Concerns over Chinese surveillance and inappropriate content have led to a crescendo of voices supporting a ban on TikTok in the United States—which would then follow bans on the app’s use on government-issued devices in the U.S. and several other countries as well as a total ban in India. Although it’s far from clear how the U.S. government could implement such a ban, the possibility is leading many industries to contemplate how it would affect their businesses. Near the top of that list is the music industry.
After six years of hyper-rapid growth, at least one source shows that TikTok currently has the third-largest user numbers of any social network, behind Facebook and Instagram (both owned by Meta) and ahead of Twitter, Pinterest, and Snapchat. Although Entertainment is the largest content category of TikTok videos by a wide margin, it’s not known how much of that is specifically related to music. That’s in part because the categories within “entertainment” are blurry on TikTok: many TikTok stars get famous through their lip-syncs, dance routines, or other videos set to someone else’s music, while a much smaller number of people are artists who distribute or even promote their own music on the app.
To understand the impact on the music industry if TikTok were to disappear from the U.S. market, it helps to understand the effect it’s had on the business thus far. To do that, it’s useful to look at TikTok in light of its natural predecessor: YouTube. YouTube has taken the music industry on a journey that TikTok is extending today.
YouTube is currently the largest distributor of music—of any kind—in the world. Its usage specifically for music is much larger than Spotify, for example, even though the biggest hits tend to get more plays on Spotify than their official videos are viewed on YouTube. The biggest reason for this is likely that YouTube’s main service is free, whereas while Spotify’s main service charges subscription fees and it’s constantly working to steer free-tier users toward its paid service.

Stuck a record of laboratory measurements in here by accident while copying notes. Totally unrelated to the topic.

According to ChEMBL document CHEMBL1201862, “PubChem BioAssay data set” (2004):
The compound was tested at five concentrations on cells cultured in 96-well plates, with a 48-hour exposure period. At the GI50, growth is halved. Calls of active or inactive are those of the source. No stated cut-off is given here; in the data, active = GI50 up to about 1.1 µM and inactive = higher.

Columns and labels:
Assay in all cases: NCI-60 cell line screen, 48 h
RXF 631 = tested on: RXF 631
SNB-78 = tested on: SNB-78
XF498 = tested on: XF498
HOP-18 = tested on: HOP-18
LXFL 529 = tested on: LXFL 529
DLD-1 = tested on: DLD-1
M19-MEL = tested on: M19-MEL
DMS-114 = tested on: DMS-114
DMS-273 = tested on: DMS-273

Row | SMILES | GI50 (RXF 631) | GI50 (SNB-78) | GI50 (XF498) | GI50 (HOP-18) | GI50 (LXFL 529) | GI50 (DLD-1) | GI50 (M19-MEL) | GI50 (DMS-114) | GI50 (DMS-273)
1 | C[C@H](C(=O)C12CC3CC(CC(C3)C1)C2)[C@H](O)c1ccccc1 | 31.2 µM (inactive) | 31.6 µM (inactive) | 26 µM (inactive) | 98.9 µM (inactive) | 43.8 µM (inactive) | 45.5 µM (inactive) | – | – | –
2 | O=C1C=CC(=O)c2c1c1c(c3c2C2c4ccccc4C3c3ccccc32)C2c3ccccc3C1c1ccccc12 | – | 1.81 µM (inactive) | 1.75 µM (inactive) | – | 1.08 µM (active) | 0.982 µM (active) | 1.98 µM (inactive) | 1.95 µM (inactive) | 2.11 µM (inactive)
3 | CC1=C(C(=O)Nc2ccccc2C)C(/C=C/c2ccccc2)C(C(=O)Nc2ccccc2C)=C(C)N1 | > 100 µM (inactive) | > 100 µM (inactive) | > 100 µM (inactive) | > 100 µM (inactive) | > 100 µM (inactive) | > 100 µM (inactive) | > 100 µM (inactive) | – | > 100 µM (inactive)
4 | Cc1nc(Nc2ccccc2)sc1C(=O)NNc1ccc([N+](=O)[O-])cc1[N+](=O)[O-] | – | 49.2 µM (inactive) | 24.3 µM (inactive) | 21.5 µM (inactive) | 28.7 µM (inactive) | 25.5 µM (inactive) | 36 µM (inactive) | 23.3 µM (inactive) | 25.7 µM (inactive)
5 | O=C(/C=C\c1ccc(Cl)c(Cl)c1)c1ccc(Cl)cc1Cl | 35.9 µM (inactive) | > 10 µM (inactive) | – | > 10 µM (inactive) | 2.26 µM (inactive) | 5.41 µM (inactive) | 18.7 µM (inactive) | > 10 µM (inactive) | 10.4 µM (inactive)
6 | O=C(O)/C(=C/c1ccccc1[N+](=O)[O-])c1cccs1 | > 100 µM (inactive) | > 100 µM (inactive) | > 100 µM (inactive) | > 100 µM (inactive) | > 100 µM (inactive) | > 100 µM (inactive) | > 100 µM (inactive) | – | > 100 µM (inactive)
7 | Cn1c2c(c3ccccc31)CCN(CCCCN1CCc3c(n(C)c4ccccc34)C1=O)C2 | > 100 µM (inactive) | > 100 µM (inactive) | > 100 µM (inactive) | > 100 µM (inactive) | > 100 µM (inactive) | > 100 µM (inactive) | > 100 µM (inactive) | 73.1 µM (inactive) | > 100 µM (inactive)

But another big reason for YouTube’s popularity has been its relative independence from the music industry. While Spotify only accepts music feeds from record labels (or digital distributors such as Distro Kid and CD Baby), anyone can upload videos with music to YouTube. And while Spotify did not launch in the U.S. until it had signed deals with the major record labels, YouTube, for the first couple of years of its existence, did not engage with copyright or royalty issues related to the massive amounts of music that users were uploading.
The same has been true of TikTok, except that TikTok did specifically have music in mind early on when it acquired Musical.ly, another Chinese app that enabled users to create lip-sync videos. Otherwise, TikTok’s early disregard of music copyright issues helped it to build up a huge user base while it negotiated with record labels and music publishers. And just as YouTube achieved license agreements with the major labels around 2011, six years after its launch, TikTok had licenses from the majors by early 2021.
Even so, TikTok has moved further away from music industry control than YouTube. For example, while there are many “official” artist channels and label releases on YouTube, TikTok gives no special status to big music stars and even less to labels. TikTok users can give themselves whatever user names they want, and the app doesn’t verify actual identities. So, for example, there are TikTok users with names like Lady Gaga, ladygaga, Ladygaga, LADY GAGA, Lady Gaga Daily, etc.; and it’s not clear which of these is the real Lady Gaga’s account. This makes it more difficult for the real artists to establish their identities on the service; the focus is on users, not musical artists. TikTok also treats audio clips somewhat like hashtags on other social networks: it lumps together videos that use the same music clips, and it enables users to easily create new videos using the music in the clips they’re watching. Such features help increase exposure for music clips, but they draw attention away from the artists who make them.